In Asian Equity Markets indices were mixed in early trade on Friday as investors remained worried over trade tensions between the United States and China. Mainland Chinese shares rose in early trade, with the Shanghai composite gaining 0.62%. Hong Kong’s Hang Seng index was up 0.40%. In Japan, the benchmark Nikkei 225 pared some losses from earlier, falling 0.57% while the Topix index was down 0.21%. South Korea’s Kospi was down 0.59%. Australia’s ASX 200 was lower by 0.67% as the heavily weighted financial sub-index declined 0.84%.
In Currency Markets the dollar held steady on Friday, having come off two-year highs on lower U.S. yields in the previous session amid fears that a trade war with China will hurt the U.S. economy more than previously thought. The greenback was not helped by rising expectations for an interest rate cut by the U.S. Federal Reserve later this year to help boost the world’s biggest economy. Against the yen, the dollar edged up to 109.695 yen, having giving up two-thirds of a percent overnight. The Australian dollar held steady at $0.6904, putting it on track to finish the week with a 0.5% gain.
In Commodities Markets oil markets stabilized on Friday amid OPEC supply cuts and tensions in the Middle East, after posting their steepest falls since the start of the year earlier in the week on the back of a global economic slowdown and swelling fuel inventories. Brent crude futures, the international benchmark for oil prices, were at $68.05 per barrel, up 29 cents, or 0.4 percent, from their last close. U.S. West Texas Intermediate (WTI) crude futures were up 36 cents, or 0.6 percent, at $58.27 per barrel.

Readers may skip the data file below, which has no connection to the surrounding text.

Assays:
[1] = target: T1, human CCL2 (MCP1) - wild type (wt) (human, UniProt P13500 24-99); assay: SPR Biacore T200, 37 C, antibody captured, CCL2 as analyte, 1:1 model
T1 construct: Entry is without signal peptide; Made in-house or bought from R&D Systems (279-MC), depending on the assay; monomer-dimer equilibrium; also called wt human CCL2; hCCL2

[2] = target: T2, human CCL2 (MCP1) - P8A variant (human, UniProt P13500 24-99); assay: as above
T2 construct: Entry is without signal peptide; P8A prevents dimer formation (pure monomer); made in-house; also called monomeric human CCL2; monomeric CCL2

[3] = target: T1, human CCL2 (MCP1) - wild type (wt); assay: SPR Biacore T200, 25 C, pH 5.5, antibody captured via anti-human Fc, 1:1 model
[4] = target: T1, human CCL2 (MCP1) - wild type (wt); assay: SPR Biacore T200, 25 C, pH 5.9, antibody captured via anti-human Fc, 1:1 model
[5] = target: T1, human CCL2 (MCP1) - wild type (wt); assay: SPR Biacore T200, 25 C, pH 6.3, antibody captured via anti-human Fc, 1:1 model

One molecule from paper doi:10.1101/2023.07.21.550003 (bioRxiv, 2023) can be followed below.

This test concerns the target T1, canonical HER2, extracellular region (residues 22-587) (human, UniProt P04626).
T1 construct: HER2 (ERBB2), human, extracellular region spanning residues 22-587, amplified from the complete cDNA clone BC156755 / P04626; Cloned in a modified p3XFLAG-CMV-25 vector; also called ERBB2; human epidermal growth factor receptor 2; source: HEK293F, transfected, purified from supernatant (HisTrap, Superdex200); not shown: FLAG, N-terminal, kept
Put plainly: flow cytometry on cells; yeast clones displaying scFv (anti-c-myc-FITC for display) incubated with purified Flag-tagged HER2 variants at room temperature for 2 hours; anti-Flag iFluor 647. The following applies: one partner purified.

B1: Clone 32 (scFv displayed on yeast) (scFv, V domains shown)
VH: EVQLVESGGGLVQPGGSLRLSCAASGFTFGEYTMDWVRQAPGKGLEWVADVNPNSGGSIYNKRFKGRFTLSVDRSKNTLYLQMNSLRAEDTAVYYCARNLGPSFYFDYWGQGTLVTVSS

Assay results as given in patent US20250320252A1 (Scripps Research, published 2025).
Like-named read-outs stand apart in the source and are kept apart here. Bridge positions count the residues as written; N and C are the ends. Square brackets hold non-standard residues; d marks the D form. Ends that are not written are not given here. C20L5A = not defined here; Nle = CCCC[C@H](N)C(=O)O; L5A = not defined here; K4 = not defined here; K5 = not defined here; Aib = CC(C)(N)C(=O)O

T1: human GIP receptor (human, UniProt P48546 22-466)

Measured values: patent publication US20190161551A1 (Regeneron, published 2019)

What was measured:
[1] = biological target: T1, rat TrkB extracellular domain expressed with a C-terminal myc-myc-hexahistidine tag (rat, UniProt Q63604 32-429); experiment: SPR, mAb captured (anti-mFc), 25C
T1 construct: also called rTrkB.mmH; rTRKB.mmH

In US Equity Markets stocks fell on Thursday as investors sold shares of technology companies as well as businesses in cyclical sectors on fears that the escalating trade war between United States and China would stymie global economic growth. The S&P 500 lost 1.67%, to 2,808.5 and the Nasdaq Composite fell 2.04%, to 7,592.94. L Brands Inc shares jumped 11.8% after the owner of Victoria’s Secret and Bath & Body Works reported better-than-expected quarterly earnings.
In Bond Markets U.S. Treasury yields fell across the board on Thursday as risk appetite faded amid continued concerns about global growth and a worsening trade conflict between the United States and China. U.S. 30-year bond yields fell to roughly 17-month lows, while those on benchmark 10-year notes fell to their lowest level since October 2017. U.S. 10-year note yields fell to 2.293% from 2.393% late on Wednesday, after earlier sliding to 2.292%, its lowest since October 2017. Yields on U.S. 30-year bonds fell to 2.735%, from 2.819% on Wednesday.